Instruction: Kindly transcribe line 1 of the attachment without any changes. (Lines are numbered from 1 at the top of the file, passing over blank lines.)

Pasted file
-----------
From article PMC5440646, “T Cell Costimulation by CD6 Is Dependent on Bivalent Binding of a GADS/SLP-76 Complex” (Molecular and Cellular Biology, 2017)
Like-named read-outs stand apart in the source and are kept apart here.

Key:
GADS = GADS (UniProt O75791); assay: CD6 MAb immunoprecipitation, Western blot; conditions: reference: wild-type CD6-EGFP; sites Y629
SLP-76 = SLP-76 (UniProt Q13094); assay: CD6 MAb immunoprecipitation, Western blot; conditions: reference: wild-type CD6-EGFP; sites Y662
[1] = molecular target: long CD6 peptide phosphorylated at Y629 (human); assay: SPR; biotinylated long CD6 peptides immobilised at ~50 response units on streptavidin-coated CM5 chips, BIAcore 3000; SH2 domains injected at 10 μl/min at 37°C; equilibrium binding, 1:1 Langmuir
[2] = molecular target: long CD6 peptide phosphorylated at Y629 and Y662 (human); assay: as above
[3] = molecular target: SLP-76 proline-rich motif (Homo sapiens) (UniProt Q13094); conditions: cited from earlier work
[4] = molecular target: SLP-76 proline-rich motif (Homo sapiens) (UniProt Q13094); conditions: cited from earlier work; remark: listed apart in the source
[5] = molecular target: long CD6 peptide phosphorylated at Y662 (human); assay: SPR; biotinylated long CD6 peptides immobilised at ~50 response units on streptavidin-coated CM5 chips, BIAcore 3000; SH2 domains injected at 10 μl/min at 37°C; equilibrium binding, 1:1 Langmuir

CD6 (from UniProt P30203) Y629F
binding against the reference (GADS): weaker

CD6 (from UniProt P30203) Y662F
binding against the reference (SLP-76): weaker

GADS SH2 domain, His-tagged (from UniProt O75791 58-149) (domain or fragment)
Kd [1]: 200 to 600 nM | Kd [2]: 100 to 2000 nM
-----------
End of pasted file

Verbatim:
From article PMC5440646, “T Cell Costimulation by CD6 Is Dependent on Bivalent Binding of a GADS/SLP-76 Complex” (Molecular and Cellular Biology, 2017)